Up and down auction results demonstrate the volatile nature of the real estate market at the moment, says Cameron Brain, Ray White’s auction manager for City Realty Group in Auckland.
The week ending April 1 saw a strong 72.1% clearance rate for the city group – but last week’s clearance rate was only 25%.
“I would say it’s quite volatile in the sense we’ve got good weeks, we’ve got bad weeks, but it is starting to level out,” says Brain.
The week ending April 1 saw a total sales value from auctions across the group’s five areas – City Apartments, Wynard Quarter, Parnell, Eden Terrace and Sandringham – of $11.845m, with an average of 2.09 bidders and 3.3 bids.
While that was a great result, last week was “a bit of an indifferent week”, Brain said.
“Our clearance rate was quite low, it ended up being 25 per cent. We had 12 auctions, we sold three, but my message to the team was we went into contract on probably another six of those and the pleasing thing to me was there was still a lot of engagement from buyers.
“In total we’ve had 23 auctions [for the fortnight], we’ve sold 11 of them under the hammer.”
That made the clearance rate under the hammer 47%, which Brain says is probably 20% higher than most other real estate groups currently.
He’s encouraged by the number of potential buyers registering to bid at auctions, which he says is increasing every week.
“It just fluctuates but it is getting better. We’re having much stronger buyer engagement – we’re having buyers registering to bid.”
He thinks the fluctuation is down in part to uncertainty from buyers as to what they should, and shouldn’t, do in the current market.
Brain hosting online auctions during the most recent Auckland lockdown. Photo / Supplied
“Meeting buyers at auctions and meeting buyers at open homes, which I like to do at the weekend, there’s still a bit of confusion out there from them.”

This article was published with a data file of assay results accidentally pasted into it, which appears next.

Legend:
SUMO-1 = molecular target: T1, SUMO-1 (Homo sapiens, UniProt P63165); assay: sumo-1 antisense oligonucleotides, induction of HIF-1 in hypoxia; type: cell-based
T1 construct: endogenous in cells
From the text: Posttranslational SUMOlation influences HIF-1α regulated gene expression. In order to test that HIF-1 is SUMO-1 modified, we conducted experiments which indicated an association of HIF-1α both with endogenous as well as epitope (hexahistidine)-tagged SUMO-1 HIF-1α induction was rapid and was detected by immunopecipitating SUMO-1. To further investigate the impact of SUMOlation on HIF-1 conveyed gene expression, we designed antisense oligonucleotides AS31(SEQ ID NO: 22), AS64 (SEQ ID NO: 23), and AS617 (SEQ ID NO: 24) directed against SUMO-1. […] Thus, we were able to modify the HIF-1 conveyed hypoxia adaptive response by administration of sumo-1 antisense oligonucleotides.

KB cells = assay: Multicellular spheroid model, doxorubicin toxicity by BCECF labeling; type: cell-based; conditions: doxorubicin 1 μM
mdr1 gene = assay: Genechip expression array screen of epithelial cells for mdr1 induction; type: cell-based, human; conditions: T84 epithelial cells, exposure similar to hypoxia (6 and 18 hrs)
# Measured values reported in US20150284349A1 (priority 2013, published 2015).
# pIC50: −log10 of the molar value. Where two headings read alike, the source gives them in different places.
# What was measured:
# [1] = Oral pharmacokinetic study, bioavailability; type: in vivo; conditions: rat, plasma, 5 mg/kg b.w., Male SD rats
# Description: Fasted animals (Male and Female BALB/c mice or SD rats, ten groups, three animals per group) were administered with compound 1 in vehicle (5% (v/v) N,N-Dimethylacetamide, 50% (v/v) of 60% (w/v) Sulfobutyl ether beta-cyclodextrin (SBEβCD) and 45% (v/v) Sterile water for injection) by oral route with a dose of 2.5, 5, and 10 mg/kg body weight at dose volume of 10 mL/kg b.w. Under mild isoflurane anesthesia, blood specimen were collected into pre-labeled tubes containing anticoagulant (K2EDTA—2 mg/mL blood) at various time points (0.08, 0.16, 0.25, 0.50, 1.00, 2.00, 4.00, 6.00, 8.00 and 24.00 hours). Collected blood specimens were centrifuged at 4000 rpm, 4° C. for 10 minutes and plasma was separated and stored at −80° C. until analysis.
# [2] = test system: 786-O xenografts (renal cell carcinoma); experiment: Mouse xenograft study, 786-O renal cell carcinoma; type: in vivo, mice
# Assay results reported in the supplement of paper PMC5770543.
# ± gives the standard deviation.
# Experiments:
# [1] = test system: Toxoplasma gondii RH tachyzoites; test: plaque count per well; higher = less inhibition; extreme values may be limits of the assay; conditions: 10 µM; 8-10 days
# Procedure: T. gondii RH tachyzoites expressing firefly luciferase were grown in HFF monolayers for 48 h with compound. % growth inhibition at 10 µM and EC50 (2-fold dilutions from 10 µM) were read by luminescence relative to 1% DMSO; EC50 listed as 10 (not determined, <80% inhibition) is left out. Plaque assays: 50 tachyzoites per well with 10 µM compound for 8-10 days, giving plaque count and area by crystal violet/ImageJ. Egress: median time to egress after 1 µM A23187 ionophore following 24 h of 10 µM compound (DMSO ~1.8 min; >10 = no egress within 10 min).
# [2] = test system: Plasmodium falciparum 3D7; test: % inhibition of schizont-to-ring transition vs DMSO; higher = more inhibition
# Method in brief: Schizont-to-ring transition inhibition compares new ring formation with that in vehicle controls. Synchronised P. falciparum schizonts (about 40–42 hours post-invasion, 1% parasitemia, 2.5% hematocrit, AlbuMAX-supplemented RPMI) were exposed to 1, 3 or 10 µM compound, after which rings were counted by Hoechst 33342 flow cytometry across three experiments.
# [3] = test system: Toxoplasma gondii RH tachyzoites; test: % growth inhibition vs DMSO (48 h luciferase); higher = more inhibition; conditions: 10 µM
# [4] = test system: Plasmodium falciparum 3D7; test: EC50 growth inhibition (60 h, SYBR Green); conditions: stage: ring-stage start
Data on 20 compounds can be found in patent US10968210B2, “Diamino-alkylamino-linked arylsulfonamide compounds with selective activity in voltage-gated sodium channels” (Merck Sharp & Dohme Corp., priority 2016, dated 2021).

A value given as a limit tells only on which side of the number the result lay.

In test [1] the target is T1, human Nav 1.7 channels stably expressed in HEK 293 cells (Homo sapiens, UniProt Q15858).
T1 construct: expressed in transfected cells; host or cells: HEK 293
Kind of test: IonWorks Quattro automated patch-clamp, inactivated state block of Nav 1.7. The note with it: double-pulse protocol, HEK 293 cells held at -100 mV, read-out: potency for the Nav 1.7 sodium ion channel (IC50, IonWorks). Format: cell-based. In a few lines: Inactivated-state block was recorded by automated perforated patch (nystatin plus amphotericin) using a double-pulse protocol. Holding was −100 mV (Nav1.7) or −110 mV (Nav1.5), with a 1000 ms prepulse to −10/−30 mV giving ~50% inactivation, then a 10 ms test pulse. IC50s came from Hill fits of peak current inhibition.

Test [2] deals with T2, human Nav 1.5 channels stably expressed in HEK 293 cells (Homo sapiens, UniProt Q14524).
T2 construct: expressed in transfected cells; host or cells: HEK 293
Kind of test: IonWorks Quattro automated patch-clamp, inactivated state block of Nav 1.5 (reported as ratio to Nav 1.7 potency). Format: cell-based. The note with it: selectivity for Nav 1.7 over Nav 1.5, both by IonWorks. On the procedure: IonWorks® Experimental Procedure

People are not sure whether to act now or hold off a bit longer, Brain says.
“You have some people saying the market’s crashed; you have some people saying the market’s hot.
“But as someone said to me years ago nobody rings the bell when the market hits the bottom and no one rings the bell when the market is obviously at its top.
“The one point I make to everybody is ‘if you are ready to buy, buy.'”
The clearance rate for city apartments is also lower than usual, Brain says.
For 51 auctions over January to March, the clearance rate was 54.9%, whereas Brain says over the last couple of years the clearance rate has sat around the high 70s/early 80s.
Apartments that didn’t sell at auction have been priced, however, and are getting good engagement from buyers, Brain says.
“We’re seeing investors slowly coming back into the marketplace, (we) haven’t seen them for quite some time.”
Brain points to a property in Wynyard Quarter as demonstrating the volatility in the market.
A townhouse on Pakenham Street, in Auckland’s Wynyard Quarter, sold under the hammer last month. Photo / Supplied
The two-bedroom townhouse in Pakenham Street went to auction in December but did not get a single bid.
The property was priced at $1.695m the day after passing in, and in early February the price was reduced to $1.675m, but there were still no takers.
But when it was re-auctioned last month there was strong bidding and the property sold for $1.725m. “That sums up what I believe is happening in the marketplace at the moment,” Brain said.
The property was priced at $1.695m the day after it failed to sell at auction, and in early February that price was reduced to $1.675m but there were still no takers.
Ray White agent Chris Lewis, who marketed the property, said: “We got $50,000 more than when we had it priced.”
Because the banks were being so thorough about lending, the two main bidders only got their finance approved the afternoon before the second auction, so it was down to the wire, he said.
“It’s a good property and a great location so it deserved some attention but it’s still a very fickle market, almost case by case.”
That’s the situation across Auckland, he said. “There’s no one blanket rule or price reduction or increase for all of Auckland. It’s very changeable suburb by suburb.”
But the sale showed it was not all doom and gloom out there, Lewis said: “There are little pockets of sunshine where everyone’s smiling.”